The development of systems for the storage, reproduction, and distribution of sound as well as for its analysis and synthesis have enabled fundamental changes in musical life. As music publishers evolved into recording companies, recording engineers and producers became artists. Ethnomusicology finds some of its origins in the impulse to make permanent records of vanishing musical cultures through recording. In addition, entirely new forms of "auditory culture" have emerged. In film, the interplay of dialogue, music, and sound effects has become the complex, yet readily understood, language of "sound design." In architecture, the Muzak corporation has extended this concept of sound design to public and private space.
Artistic response to these changing conditions has not been one of unequivocal approval. John Cage first conceived of a "silent piece" as a silent recording to be inserted into the constant stream of Muzak. R. Murray Schafer's term "schizophonia" refers to the separation of a physical sound from its electroacoustic manifestations (via amplification, recording, or broadcast) in pathological terms. John Oswald's "Plunderphonics" are meticulously documented appropriations from other recordings that would be illegal to sell. Others have responded with entirely new disciplinary identifications. The composer Nam June Paik became an iconic figure in video art; the percussionist Max Neuhaus, a germinal figure in sound art.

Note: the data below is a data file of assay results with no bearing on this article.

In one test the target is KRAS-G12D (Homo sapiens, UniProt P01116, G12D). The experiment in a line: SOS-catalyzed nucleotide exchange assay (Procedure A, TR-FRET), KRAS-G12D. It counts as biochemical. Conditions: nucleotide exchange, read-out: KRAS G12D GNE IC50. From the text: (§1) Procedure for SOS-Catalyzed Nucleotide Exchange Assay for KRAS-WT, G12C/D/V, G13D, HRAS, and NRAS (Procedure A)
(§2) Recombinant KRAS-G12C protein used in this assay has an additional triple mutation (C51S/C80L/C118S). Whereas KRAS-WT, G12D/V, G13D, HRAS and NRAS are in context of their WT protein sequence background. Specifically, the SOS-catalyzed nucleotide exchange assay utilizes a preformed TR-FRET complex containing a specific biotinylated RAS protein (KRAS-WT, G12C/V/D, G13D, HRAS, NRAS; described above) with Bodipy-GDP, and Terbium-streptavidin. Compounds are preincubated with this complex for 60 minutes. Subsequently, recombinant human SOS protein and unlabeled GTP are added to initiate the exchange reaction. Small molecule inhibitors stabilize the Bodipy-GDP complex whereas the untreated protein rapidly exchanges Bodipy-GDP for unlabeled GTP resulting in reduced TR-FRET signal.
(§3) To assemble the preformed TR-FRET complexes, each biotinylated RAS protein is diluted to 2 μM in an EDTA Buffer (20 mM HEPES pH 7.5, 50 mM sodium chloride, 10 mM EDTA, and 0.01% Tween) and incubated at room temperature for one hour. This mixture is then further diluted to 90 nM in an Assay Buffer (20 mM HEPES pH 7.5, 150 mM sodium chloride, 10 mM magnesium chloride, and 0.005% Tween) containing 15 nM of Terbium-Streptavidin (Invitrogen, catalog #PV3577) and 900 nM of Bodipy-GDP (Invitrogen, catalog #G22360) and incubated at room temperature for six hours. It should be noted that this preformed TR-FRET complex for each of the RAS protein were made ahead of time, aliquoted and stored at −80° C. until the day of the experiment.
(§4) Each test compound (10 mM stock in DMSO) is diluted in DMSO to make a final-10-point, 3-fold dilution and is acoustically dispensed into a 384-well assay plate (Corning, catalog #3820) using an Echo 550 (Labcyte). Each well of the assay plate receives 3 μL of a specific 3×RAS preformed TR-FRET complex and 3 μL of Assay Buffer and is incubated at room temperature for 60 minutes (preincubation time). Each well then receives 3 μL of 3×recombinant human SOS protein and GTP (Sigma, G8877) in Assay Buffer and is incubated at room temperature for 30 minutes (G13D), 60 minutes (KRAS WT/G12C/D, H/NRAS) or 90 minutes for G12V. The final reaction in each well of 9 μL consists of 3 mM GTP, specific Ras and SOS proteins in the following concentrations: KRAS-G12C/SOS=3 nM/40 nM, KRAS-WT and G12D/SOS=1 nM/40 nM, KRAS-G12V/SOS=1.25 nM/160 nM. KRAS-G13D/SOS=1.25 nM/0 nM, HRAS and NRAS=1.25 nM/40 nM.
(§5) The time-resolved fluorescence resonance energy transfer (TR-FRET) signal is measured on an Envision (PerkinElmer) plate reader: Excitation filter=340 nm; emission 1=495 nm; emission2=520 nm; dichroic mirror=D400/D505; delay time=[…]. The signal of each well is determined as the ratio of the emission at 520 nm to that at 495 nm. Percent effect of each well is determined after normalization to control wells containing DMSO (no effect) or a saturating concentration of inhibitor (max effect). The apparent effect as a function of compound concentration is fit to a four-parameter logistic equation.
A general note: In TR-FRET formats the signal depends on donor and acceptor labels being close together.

This course will explore the history of these artistic practices in sound through readings, listenings, and discussion while reviewing the techniques of recording and sound design required to create your own.